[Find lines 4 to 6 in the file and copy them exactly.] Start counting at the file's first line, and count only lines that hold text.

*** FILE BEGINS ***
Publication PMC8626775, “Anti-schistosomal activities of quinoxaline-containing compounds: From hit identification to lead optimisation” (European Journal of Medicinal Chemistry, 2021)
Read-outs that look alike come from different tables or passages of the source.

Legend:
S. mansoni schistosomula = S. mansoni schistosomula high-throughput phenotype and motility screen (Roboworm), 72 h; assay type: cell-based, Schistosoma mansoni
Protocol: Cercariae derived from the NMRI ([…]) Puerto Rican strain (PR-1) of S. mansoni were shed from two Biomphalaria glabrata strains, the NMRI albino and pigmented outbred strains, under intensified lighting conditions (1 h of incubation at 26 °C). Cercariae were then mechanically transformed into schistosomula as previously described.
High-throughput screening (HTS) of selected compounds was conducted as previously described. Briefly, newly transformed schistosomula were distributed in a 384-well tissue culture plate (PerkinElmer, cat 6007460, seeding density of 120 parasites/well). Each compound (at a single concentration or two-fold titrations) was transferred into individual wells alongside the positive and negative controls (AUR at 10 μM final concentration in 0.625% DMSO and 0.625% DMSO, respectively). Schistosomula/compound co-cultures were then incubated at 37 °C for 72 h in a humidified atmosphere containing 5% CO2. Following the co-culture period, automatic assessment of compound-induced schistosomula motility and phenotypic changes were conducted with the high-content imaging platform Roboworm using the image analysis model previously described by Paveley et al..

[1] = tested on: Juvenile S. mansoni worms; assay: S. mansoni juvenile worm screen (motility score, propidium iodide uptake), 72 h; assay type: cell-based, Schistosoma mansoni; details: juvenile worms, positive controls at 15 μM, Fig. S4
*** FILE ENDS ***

S. mansoni schistosomula = S. mansoni schistosomula high-throughput phenotype and motility screen (Roboworm), 72 h; assay type: cell-based, Schistosoma mansoni
Protocol: Cercariae derived from the NMRI ([…]) Puerto Rican strain (PR-1) of S. mansoni were shed from two Biomphalaria glabrata strains, the NMRI albino and pigmented outbred strains, under intensified lighting conditions (1 h of incubation at 26 °C). Cercariae were then mechanically transformed into schistosomula as previously described.
High-throughput screening (HTS) of selected compounds was conducted as previously described. Briefly, newly transformed schistosomula were distributed in a 384-well tissue culture plate (PerkinElmer, cat 6007460, seeding density of 120 parasites/well). Each compound (at a single concentration or two-fold titrations) was transferred into individual wells alongside the positive and negative controls (AUR at 10 μM final concentration in 0.625% DMSO and 0.625% DMSO, respectively). Schistosomula/compound co-cultures were then incubated at 37 °C for 72 h in a humidified atmosphere containing 5% CO2. Following the co-culture period, automatic assessment of compound-induced schistosomula motility and phenotypic changes were conducted with the high-content imaging platform Roboworm using the image analysis model previously described by Paveley et al..